Blues Harmonica Blog

Cadillac Pete Blues Harmonica Blog
Timing is Everything

This month's blog may seem a bit off topic at first but by the end I hope I've made some kind of point! This discussion concerns itself with what I consider the 2 most important members in any great Blues Band, the drummer and bass player. Otherwise known as the rhythm section.

What's that you say? How is a rhythm section discussion fodder for a blog about Blues Harmonica? Here's the thing. Over the course of some 30 odd years of playing I've been a part of many a Blues Jam session. On those certain nights that just seem to drag on, I may get a bit..... critical! I'll think things like, why does this one cat's solo swing like crazy, while this other guy's solo just sits there, or worse yet, the solo sounds as though it's clashing with the rest of the band.

The answer is usually not in the notes being played, but in the timing of these notes. It can be argued that the majority of Blues rhythm patterns are based off the triplet feel. Shuffles, Swing beats, 12/8 and 6/8 slow blues (notice that 12 and 6 are multiples of 3), are all versions of our friend the Triplet. A drummer would count this rhythm like this: 1-ah-da, 2-ah-da, 3-ah-da, 4-ah-da, etc. For a shuffle you would count the same way in your head, but only play the "number" and the "da" syllable. 1-ah-da, 2-ah-da, 3-ah-da, 4-ah-da, etc.

OK, now that we know how our foundation (the rhythm Section) is thinking and accenting the pattern of our song. The key now is to LISTEN! AND LISTEN! Hear how the drummer and bassist are playing the notes of the shuffle or swing pattern, are they tight and solid with little space in between the notes? Or is the pattern being interpreted in a very loose manner? This is where your solo can either raise the roof, or hit the basement. Try to match your Harmonica solo's phrasing and accents to that of the rhythm section. This will keep the momentum of the solo moving in the right direction, instead of fighting the rhythm that's going on underneath the solo. When the band plays a triplet pattern at the turnaround, dig in and play along matching their particular style. Even when you're not soloing and just "comping", emphasize certain notes to match up with the "Pocket" of the rhythm pattern. The more you can sync up with the way your rhythm section is interpreting the notes of a pattern, the cooler your Harmonica solo and the band as a whole will sound.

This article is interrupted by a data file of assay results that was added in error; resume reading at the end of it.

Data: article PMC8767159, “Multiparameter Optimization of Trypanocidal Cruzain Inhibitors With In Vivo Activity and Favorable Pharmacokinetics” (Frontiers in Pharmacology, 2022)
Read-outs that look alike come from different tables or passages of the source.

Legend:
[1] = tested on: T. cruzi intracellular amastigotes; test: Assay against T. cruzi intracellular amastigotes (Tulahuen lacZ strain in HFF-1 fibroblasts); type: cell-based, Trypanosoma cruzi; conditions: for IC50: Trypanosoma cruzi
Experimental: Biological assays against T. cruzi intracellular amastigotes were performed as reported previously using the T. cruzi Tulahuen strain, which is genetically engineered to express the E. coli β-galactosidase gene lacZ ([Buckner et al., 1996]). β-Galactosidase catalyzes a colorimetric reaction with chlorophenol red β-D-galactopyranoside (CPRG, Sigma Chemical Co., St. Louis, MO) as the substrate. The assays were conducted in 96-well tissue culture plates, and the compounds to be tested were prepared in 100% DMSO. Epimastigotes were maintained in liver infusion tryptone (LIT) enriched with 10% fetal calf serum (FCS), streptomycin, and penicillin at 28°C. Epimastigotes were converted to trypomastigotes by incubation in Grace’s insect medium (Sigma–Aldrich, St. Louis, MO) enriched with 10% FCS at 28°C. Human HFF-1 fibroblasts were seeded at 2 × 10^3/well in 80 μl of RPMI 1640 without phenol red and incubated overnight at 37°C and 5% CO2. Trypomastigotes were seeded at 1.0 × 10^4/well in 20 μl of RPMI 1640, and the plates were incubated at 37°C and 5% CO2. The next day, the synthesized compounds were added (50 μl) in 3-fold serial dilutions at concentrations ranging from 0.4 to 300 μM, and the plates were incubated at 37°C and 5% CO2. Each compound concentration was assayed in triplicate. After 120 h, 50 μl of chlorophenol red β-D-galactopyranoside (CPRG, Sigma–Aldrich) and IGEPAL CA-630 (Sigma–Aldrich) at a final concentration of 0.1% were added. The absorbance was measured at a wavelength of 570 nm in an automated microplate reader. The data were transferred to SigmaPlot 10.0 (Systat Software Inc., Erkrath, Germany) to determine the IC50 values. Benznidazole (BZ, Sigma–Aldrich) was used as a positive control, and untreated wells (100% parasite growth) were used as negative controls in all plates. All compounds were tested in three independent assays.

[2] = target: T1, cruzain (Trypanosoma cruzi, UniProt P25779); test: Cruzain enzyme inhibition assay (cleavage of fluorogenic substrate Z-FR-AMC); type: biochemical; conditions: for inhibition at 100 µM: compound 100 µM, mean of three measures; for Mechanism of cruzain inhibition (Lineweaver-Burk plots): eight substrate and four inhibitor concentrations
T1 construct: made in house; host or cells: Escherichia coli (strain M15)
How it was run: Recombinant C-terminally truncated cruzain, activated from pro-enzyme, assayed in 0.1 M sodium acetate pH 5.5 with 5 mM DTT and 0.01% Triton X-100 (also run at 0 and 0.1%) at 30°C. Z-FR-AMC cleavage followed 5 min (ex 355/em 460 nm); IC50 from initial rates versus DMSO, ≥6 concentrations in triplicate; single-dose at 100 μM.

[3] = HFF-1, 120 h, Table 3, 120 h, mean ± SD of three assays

I'd like you to check out the video at the other end of the following link. . This video is a great example of what I'm talking about. In this classic blues tune, the rhythm section is playing a hard, tight shuffle and throwing in big triplet fills all over the place. My job as a Blues Harmonica soloist is to sync up with the rhythm that's being laid down below the solo. That means I must phrase my solo in a hard tight fashion and accent the triplet fills similar to the drummer and bassist, so as not to clash with them.

Timing and syncing up to your rhythm section is a never ending exercise we as Blues Band members must always be aware of. Keeping your ears open will allow you to snuggle deep into the "Pocket"!

Thanks for your attention and remember Timing Is Everything.

Cadillac Pete
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Cadillac Pete Blues Harmonica Blog